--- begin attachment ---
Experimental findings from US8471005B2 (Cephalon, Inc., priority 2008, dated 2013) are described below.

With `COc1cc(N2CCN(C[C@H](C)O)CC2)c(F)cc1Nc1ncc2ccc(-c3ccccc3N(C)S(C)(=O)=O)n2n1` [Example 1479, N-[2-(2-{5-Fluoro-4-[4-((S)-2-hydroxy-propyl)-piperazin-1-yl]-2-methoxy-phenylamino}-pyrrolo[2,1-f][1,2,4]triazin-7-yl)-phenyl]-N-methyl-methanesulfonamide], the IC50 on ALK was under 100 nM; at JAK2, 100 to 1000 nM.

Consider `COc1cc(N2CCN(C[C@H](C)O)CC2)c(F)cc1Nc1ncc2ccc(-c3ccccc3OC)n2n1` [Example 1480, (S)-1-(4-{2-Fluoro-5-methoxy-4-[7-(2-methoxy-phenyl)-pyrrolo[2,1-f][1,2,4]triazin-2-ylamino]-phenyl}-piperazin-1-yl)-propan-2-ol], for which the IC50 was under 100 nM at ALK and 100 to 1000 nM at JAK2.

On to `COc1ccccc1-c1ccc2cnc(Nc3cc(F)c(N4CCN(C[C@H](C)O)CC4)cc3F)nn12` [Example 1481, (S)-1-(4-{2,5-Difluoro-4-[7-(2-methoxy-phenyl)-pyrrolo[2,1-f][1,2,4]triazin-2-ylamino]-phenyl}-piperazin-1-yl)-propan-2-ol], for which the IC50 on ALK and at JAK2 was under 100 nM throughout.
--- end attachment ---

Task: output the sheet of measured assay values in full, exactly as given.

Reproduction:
Experimental findings from US8471005B2 (Cephalon, Inc., priority 2008, dated 2013) are described below.

With `COc1cc(N2CCN(C[C@H](C)O)CC2)c(F)cc1Nc1ncc2ccc(-c3ccccc3N(C)S(C)(=O)=O)n2n1` [Example 1479, N-[2-(2-{5-Fluoro-4-[4-((S)-2-hydroxy-propyl)-piperazin-1-yl]-2-methoxy-phenylamino}-pyrrolo[2,1-f][1,2,4]triazin-7-yl)-phenyl]-N-methyl-methanesulfonamide], the IC50 on ALK was under 100 nM; at JAK2, 100 to 1000 nM.

Consider `COc1cc(N2CCN(C[C@H](C)O)CC2)c(F)cc1Nc1ncc2ccc(-c3ccccc3OC)n2n1` [Example 1480, (S)-1-(4-{2-Fluoro-5-methoxy-4-[7-(2-methoxy-phenyl)-pyrrolo[2,1-f][1,2,4]triazin-2-ylamino]-phenyl}-piperazin-1-yl)-propan-2-ol], for which the IC50 was under 100 nM at ALK and 100 to 1000 nM at JAK2.

On to `COc1ccccc1-c1ccc2cnc(Nc3cc(F)c(N4CCN(C[C@H](C)O)CC4)cc3F)nn12` [Example 1481, (S)-1-(4-{2,5-Difluoro-4-[7-(2-methoxy-phenyl)-pyrrolo[2,1-f][1,2,4]triazin-2-ylamino]-phenyl}-piperazin-1-yl)-propan-2-ol], for which the IC50 on ALK and at JAK2 was under 100 nM throughout.